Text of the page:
Friday, August 20, 2010

Kuradashi Kabusé Tezumi Yabukita 2005

I’m leaving Bratislava again tomorrow.

This time, the destination I’m heading to is a lovely little village in the midst of woods, located close to Slovakia’s highest mountains, High Tatras. I already can’t wait, as the place is known for its breathtakingly beautiful and untouched nature and, therefore, also is an ideal place for tea drinker. I will spend one week there, with only limited (or, more likely, none) connection to internet.

Other than that, this small package arrived to my place today – containing two bags, both filled with quite uncommon Japanese teas. These two teas come from offering of local shop Tealand, both of them come from Shizuoka and are hand-picked (Tezumi), though they come from two different famous producers – one from Yutaka Katahira and the other one from Oota Masataka. This post is going to be a closer peek on the first one.

As some of you may remember, this Kuradashi (aged) Kabusecha comes from the same producer (and same cultivar as well - Yabukita) as the one I drank on my last trip to Brno, Czech Republic. This one, however, has been aged “only” for five years; in contrast to Kuradashi Kirara Kabuse Yabukita, which has been aged for 12 years.

Whole production of this tea is just 600 grams (about 21ounces).

After opening the package, what I can see and smell is no surprise – in a good way, of course. Beautiful, shiny dark-green needles show highest quality of processing, perfectly handled aging process and great care this tea was made with. They smell of sweet fruit and milk – intensely and refined.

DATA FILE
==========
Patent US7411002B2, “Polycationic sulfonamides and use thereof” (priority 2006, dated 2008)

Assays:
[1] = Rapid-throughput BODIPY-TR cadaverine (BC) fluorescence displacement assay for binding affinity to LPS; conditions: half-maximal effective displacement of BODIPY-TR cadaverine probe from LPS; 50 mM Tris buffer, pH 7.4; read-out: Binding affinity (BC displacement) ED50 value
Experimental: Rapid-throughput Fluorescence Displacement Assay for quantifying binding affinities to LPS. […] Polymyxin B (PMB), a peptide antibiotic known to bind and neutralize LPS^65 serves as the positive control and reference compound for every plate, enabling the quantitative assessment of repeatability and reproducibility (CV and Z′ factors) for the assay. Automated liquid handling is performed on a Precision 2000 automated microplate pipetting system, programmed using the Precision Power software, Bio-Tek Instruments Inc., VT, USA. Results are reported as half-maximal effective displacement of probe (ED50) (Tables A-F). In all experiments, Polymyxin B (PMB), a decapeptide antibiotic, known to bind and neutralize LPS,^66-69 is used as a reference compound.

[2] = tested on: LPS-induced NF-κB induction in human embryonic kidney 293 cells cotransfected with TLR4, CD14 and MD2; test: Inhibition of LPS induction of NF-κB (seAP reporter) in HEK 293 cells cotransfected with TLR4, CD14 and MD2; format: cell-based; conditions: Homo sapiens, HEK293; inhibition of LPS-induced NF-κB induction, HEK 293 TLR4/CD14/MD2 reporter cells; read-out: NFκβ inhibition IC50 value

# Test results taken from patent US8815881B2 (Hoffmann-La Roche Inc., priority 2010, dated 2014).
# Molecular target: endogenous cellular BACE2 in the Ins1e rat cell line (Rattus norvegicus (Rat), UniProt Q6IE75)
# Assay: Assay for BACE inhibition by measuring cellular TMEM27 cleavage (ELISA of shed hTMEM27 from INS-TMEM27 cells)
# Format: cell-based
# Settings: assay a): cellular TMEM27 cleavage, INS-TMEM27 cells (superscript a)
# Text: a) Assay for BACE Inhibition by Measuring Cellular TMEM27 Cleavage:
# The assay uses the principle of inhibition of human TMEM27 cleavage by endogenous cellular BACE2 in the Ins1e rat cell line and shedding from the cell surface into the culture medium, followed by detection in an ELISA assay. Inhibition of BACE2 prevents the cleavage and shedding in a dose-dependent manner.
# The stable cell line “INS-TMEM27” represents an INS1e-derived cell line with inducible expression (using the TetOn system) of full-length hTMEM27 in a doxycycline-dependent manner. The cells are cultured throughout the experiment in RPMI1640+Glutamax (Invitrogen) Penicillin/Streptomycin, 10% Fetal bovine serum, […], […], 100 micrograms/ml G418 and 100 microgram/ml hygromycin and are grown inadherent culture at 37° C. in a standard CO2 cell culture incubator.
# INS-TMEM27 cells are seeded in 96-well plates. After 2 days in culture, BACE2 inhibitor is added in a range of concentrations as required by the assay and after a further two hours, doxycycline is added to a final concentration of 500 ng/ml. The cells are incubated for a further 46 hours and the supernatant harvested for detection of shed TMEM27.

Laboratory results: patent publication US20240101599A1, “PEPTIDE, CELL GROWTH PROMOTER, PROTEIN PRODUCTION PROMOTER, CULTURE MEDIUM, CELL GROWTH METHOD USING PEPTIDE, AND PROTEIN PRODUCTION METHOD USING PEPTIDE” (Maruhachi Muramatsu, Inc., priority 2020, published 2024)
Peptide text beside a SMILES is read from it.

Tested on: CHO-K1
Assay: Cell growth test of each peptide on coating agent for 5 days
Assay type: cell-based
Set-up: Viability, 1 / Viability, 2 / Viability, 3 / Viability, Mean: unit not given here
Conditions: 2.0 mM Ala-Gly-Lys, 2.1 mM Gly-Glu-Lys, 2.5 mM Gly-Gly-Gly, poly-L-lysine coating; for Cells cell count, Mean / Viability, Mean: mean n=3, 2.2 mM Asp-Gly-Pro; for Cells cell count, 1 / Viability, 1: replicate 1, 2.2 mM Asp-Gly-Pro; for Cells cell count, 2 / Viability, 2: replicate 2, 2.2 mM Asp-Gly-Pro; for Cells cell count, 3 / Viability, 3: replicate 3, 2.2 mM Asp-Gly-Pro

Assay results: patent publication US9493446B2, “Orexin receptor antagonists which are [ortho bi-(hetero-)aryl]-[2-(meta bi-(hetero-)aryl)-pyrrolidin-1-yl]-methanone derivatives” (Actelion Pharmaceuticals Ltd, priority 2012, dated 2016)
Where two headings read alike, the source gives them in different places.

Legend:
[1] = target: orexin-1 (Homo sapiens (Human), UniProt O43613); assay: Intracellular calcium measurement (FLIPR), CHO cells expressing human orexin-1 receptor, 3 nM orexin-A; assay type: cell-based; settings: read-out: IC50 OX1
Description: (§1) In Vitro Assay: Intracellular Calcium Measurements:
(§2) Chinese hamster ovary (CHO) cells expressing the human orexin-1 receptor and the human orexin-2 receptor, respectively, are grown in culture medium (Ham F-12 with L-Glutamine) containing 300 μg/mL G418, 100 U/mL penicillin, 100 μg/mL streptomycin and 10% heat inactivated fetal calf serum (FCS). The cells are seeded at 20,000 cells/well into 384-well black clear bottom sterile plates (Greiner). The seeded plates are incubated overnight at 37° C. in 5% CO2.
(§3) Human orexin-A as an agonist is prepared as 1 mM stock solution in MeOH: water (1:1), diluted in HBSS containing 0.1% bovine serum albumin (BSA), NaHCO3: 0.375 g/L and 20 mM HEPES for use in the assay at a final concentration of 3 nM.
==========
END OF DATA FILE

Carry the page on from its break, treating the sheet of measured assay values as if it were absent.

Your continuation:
Being steeped in lukewarm water for quite a long time, first infusion is pale yellow in color and has, similarly to smell, taste which is mild and vivid at the same time, with distinct umami tone, deep sweetness and a little bit spicy aftertaste.

The second infusion, prepared shortly after the first one, is golden-yellow in color, though the infusion is still quite pale. The taste is even more intense, being very complex, deep and milky with most fruity tones receding. This is, in my opinion, the best infusion, as it represents all that I expect from top-quality Kuradashi tea.

Third infusion is already prepared with water which is a bit higher in temperature, though still far below the boiling point. It has a rich, noble astringency and very intense aftertaste, being most vivid of all brews.

This tea is also enjoyed in fourth infusion, which is mild and astringent, though still surprisingly pleasant and specific.

After the session, my mind is as calm as it rarely is; this tea truly is a gem.


  1. You amazed me again.
    I love that flower hanging from aside. It gives a gentle touch of the photo.

    Have a delightful time in the nature. I'm sure you will have amazing picture/moments to share with us later.

  2. Dani,

    thanks a lot! I really appreciate that and am glad you enjoy the photos.

    I will be sure to share some pictures on this blog after my return.